Like all lobelias, Fan Burgundy likes moist soil. This hybrid is sometimes listed as hardy to Zone 4, but it is often short-lived, especially if grown in dry locations. Even if it only lives for one year, it blooms as much as any other annual, so it's worthy of consideration. The magenta-burgundy flowers attract hummingbirds from midsummer through fall when the plant is in bloom.
No paddy is necessary to grow Black Madras rice. But this ornamental annual grassy plant grows best in moist soil, making it a perfect companion for Fan Burgundy lobelia. The strongly upright burgundy-purple leaves grow 16 inches tall on plants that spread just 8 inches wide. In late summer, Black Madras develops spikes of green seeds that turn tan when ripe.
Princess Molly pennisetum shares its foliage coloration with Black Madras rice but is arching in form rather than upright. Also called napier grass, Princess Molly is hardy in Zones 8-11 but makes a spectacular annual elsewhere. It looks great in a container or as an accent in beds and borders. I pot up a clump of it to overwinter in my greenhouse, and then I plant it in the landscape the following year.
For a kaleidoscope of color in hot, dry, sunny areas, try Landmark Sunrise Rose Improved lantana. Flower clusters emerge rosy pink but transition to peach and yellow as individual florets age. Hummingbirds and butterflies love the blooms, and deer leave the plant untouched in my yard. The foliage has a pleasant lemon scent. It is hardy in Zones 8-11 and annual elsewhere.
Heat- and humidity-tolerant Georgia Peach coralbells prefers part shade but adapts well to full sun, too. The large peach-color leaves have a beautiful silvery sheen and look great from early spring through late fall in my garden. It sends up delicate white flowers in spring, but the foliage is this plant's main attraction. Georgia Peach grows well in Zones 4-9.
Among the dozens of recent hydrangea varieties, Little Lime stands out as one of the most floriferous and carefree varieties. The panicled hydrangea is fully flower hardy in Zones 3-9. It forms large panicles of white blooms tinged green in summer. As the blooms age, they gradually turn tan and remain on the shrub all winter. Topping out at 3 to 5 feet tall, this dwarf version of 'Limelight' hydrangea fits in almost any landscape.
Miss Molly is a redder version of Miss Ruby butterfly bush. In my Zone 5 garden, Miss Molly survived last winter while Miss Ruby, planted just a few feet away, succumbed to cold. Miss Molly buddleia grows 4 to 5 feet tall, making it a good choice for sunny small-space gardens. As its name suggests, Miss Molly butterfly bush is a butterfly magnet.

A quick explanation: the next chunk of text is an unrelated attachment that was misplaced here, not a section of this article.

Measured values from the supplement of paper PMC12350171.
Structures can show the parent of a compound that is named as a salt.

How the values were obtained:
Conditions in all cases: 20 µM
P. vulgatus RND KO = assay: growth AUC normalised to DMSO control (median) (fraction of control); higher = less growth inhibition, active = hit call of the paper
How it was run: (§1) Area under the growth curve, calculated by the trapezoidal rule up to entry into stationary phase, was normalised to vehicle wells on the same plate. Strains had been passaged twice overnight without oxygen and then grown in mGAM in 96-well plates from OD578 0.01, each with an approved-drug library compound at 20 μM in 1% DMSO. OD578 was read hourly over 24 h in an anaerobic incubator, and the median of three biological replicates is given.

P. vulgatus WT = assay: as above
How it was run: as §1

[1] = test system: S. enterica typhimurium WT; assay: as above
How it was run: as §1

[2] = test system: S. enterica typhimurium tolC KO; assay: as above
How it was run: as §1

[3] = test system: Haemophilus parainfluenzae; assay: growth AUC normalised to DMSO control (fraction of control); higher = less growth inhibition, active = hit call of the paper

Peergold littleleaf boxwood, often sold as Golden Dream boxwood, is a slow-growing, maintenance-free evergreen shrub for Zones 5-7. The waxy green leaves edged in gold make the plant a stunning accent. In my Zone 5 garden, it suffered no winter browning while many solid-green varieties of boxwood did. Although Golden Dream needs little or no pruning to maintain its attractive mounded shape, it can be sheared to almost any shape desired.
Major Wheeler honeysuckle bears masses of tubular red-orange flowers from late spring through summer on a vine that spreads to a manageable 8 to 10 feet tall and wide. Hummingbirds love the blooms. Grow this vine on a trellis or fence in full sun.
The rich red color of Tutti Frutti Pomegranate yarrow blooms holds for a long time without fading. The plant's silvery green foliage is more upright than that of many other yarrows, so it is less likely to flop open in midsummer. However, it's best to cut back the plant after blooms begin to fade to encourage a second flush of bloom. This deer-resistant perennial is a great butterfly plant, too.
Welcome spring with the glowing orange-red blooms of Henry Hudson tulip. This dwarf variety tulip species grows less than a foot tall in bloom, but flowers rival those of full-size tulips. On sunny days, they open wide to reveal yellow and black markings at the base of each petal.
Sugar Tip rose of Sharon is delightful for its variegated foliage and pink double blooms borne from midsummer through fall freezes. It won't self-seed or become weedy, and it is more compact than the species, topping out at 6 to 10 feet in height.